To make matters even worse, on Friday the Luxemburg-based firm behind the two Atlante funds told Reuters that Popolare di Vicenza and Veneto Banca still had unsustainable cost-income ratios despite already being bailed out to the tune of €2.5 billion:
“I say just one thing: one has a cost-income ratio of 103%, the other one of 97%. I don’t know what to say: a bank with such a cost-income ratio cannot stand up,” said Alessandro Penati, chairman of Quaestio Capital Management which runs the privately-financed Atlante fund.
If the Atlante fund doesn’t have enough firepower to steady even Italy’s smallish banks, how is it supposed to help the likes of Monte dei Paschi or Uncredit, each of which has tens of billions of euros of NPLs festering and putrefying on their books?
Just to save MPS, the Italian government and its private-sector partners created Atlante II earlier this year with much smaller contributions from Italy’s “healthier” banks and a much larger contribution from Italy’s government, via state-owned financial intermediaries such as CDP, the Italian Post Office and SGA, a state-owned “bad bank” dating to the collapse of the Banco di Napoli, which offered to put in €450 million.
All this despite the fact that Italy’s government is not even supposed to be allowed to bail out its own banks without first bailing in some bank creditors. Perhaps that’s why news on Thursday that Atlante will be buying up 17% of the embattled lender’s non-performing loan pile for a price of €1.6 billion was met with a wall of stony silence in the country’s general press.
Obviously, €1.6 is not going to be nearly enough to right the ship, especially with JP Morgan Chase’s rescue plan floundering amidst a general atmosphere of disinterest and distrust among shareholders. And what happens when the problems at Unicredit, Italy’s only systemically important financial institution (SIFI), can no longer be ignored?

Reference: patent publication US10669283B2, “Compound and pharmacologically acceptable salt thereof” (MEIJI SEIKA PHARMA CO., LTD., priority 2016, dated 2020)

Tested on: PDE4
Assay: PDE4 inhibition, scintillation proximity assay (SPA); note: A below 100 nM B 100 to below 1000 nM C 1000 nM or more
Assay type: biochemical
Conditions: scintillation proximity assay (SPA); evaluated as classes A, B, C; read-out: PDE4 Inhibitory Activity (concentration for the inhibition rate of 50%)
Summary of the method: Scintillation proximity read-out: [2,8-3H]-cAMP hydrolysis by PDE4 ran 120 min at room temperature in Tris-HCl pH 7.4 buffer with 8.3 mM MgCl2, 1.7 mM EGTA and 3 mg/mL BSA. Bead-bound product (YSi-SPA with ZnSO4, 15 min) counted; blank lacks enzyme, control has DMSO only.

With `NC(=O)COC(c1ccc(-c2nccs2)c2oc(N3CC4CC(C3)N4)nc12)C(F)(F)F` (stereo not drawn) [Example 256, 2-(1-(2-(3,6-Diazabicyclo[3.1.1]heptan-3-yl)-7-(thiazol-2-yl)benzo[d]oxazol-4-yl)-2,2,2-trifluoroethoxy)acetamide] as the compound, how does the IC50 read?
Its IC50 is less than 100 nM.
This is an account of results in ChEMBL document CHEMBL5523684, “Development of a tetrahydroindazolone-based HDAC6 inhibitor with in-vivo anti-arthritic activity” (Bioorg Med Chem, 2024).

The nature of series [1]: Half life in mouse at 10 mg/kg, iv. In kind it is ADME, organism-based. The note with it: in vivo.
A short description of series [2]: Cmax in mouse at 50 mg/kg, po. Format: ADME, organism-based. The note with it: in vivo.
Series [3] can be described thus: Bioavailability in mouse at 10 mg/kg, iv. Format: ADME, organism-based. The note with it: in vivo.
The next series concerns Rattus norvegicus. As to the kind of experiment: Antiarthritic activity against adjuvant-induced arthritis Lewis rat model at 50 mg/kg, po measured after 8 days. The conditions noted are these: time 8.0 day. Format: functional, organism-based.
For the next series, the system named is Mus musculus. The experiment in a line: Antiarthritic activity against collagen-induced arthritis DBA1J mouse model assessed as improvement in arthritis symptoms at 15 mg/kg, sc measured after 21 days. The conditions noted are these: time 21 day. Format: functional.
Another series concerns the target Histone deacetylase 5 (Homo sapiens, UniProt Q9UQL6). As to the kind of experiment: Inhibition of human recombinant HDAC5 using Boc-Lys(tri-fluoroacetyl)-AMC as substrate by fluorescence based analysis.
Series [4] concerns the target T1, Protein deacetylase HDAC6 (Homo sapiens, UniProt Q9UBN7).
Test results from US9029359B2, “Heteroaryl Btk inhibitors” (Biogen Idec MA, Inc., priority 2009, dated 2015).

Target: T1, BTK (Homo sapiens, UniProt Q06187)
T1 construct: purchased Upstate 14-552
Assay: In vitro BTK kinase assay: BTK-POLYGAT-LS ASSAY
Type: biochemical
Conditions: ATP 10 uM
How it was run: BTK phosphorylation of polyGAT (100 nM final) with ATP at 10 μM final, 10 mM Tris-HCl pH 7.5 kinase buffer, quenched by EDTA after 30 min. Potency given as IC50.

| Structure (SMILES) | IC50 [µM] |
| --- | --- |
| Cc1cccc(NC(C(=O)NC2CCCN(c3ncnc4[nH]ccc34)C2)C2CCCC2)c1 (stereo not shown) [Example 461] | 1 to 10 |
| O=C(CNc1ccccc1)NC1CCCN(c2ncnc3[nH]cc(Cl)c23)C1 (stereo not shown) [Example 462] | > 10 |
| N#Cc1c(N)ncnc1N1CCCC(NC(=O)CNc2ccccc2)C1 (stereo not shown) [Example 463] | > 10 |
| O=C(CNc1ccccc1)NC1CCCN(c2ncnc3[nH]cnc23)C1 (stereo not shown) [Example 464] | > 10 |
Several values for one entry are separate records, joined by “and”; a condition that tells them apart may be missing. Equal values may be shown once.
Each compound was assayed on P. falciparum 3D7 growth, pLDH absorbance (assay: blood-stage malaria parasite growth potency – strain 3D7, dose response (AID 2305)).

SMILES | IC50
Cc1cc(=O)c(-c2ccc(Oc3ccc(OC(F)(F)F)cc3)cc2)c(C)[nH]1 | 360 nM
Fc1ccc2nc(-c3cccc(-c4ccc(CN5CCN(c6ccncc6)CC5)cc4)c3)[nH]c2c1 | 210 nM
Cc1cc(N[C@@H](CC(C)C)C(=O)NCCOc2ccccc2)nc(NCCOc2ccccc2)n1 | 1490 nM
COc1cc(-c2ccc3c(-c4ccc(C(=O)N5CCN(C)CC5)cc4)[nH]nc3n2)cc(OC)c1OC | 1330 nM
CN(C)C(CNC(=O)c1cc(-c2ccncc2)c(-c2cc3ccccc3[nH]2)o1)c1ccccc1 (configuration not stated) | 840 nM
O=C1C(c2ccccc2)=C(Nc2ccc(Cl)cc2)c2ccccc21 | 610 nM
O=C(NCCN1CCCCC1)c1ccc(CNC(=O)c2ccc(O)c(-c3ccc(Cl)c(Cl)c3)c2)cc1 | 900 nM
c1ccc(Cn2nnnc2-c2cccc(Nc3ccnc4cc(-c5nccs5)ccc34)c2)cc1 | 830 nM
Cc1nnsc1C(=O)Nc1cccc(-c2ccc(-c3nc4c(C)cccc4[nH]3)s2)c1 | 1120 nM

A much more comprehensive plan with much more public funding will be needed, argues a new Project Syndicate article by Lucrezia Reichlin, a former director of research at the ECB, and Shahin Vallée, a senior economist at Soros Fund Management. One thing they don’t explain is where Italy’s government will get the money for a “much enlarged Atlante fund.”
When Spain’s still beleaguered financial sector was “comprehensively” bailed out in 2011-12, the government had total public debt equivalent to 69% of GDP. In the five years since, that figure has mushroomed by almost a half, to just over 100% of GDP, its highest level since 1912.
Things are already much worse than that in Italy, where the debt-to-GDP ratio, at 132%, among the highest on the planet. As Bloomberg reported this week, if you take away the “underground and illegal economy” component, estimated to be worth €211.3 billion in 2014 and which does not contribute to tax revenues, the debt-to-GDP ratio would surge by a further 20 percentage points to 152%.
Somehow a government that is already crumbling under the sheer weight of its own debt exposure is supposed to bail out a banking sector that, according to some estimates, accounts for well over a third of Europe’s registered bad bank debt. It’s a tall order even at the best of times, and for Italy’s banks these are most certainly not the best of times.
If Italy’s government can’t save the country’s banks (even if it were allowed to), only one institution can. And it is run by a man who’s not only of Italian stock but who, as the governor of the Bank of Italy during the worst years of banking fraud and criminality, bears as much responsibility as any one else in the decadent collapse of Italy’s banking system.
Meanwhile, the zombification of EU banking system gathers momentum. Read… Reek of Desperation Surrounds EU Banks, Regulators Prepare for “Derivatives Clearing Crisis”